The meta message was elsewhere. What the regime announced was that it was loosing patience with two groups: those inside chavismo that had other interests than those of the leadership, and the opposition who refuses to recognize Maduro, a fortuitous coincidence that is making Maduro's life quite unbearable.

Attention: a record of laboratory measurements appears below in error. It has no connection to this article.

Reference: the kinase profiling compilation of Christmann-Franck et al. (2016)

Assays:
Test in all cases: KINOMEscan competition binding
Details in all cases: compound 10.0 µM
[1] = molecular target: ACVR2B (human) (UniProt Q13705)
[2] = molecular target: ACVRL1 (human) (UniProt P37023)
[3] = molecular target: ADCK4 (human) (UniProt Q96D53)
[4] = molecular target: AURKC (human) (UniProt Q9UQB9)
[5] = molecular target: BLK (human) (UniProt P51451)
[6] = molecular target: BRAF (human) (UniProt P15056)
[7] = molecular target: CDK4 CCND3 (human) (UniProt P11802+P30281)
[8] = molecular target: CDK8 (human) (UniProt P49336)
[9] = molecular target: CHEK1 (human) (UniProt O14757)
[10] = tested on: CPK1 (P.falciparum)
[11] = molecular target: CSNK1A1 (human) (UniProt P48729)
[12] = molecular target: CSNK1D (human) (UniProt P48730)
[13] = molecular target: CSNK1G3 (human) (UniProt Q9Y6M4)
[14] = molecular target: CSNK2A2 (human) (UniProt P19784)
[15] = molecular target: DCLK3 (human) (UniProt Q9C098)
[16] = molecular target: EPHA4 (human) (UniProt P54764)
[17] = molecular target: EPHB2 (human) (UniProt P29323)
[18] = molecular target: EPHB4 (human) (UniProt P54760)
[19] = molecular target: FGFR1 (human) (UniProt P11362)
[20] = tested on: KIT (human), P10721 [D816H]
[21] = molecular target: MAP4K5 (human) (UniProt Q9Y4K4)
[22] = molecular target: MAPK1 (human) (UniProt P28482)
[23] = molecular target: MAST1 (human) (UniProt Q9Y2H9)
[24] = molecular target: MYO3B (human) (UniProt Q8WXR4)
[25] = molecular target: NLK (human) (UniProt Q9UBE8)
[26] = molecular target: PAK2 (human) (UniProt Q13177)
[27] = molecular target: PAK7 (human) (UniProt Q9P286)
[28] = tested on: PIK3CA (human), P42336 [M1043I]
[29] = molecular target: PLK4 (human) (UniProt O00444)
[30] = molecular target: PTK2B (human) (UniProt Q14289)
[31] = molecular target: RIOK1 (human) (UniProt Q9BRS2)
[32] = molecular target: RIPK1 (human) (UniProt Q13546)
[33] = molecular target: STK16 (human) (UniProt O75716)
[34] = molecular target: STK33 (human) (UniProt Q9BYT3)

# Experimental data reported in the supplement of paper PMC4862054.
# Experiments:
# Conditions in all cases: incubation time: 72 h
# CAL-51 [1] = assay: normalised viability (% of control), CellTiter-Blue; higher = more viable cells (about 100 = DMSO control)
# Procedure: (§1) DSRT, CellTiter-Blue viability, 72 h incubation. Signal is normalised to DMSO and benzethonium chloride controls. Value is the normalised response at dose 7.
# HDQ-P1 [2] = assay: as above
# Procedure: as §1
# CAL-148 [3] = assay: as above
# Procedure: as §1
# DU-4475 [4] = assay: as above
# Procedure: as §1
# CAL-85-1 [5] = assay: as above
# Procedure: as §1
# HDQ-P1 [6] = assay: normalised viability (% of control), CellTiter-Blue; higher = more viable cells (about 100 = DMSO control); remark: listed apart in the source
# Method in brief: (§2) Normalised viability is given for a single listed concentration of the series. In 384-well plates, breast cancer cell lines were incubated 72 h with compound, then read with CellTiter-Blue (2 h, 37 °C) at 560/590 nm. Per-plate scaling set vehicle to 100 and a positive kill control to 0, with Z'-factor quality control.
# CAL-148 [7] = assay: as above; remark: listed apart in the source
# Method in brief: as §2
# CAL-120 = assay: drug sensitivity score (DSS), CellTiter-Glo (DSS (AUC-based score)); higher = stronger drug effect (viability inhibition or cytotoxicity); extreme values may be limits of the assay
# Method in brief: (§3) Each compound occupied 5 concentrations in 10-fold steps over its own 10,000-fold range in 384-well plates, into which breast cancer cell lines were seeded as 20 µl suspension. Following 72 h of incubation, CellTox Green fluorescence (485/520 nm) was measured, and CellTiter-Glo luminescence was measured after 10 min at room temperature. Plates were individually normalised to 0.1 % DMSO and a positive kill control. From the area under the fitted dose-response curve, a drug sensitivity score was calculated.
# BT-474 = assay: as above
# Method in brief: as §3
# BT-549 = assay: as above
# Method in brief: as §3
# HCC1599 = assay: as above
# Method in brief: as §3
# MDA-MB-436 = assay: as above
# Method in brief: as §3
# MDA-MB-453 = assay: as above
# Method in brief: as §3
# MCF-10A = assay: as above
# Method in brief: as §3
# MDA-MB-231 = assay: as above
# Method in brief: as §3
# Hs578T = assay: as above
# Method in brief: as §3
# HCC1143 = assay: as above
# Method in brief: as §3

The corruption salvo was to convince us that Chavez was the first president that managed scrupulously the moneys of the nation and thus any corrupt person is anti chavista. I am not going to insult the intelligence of the readers by reminding them why the chavista regime has been the most corrupt in Venezuela's history. We are not Maduro's audience. What Maduro is doing here is trying to shed away from him a corruption that cannot be hidden anymore, by either putting it on the opposition or making the corrupt faction that opposes him (Cabello et al.) as an opposition by themselves. The veracity of the charges is inconsequential here, as we were reminded again this week with yet another piped hearing for Lara's governor Falcon alleged corruption. No, the corruption charges mean that the regime faction around Maduro is prepared to play dirty to get rid of his opposition, and dirty here means illegality and violence and massive lies.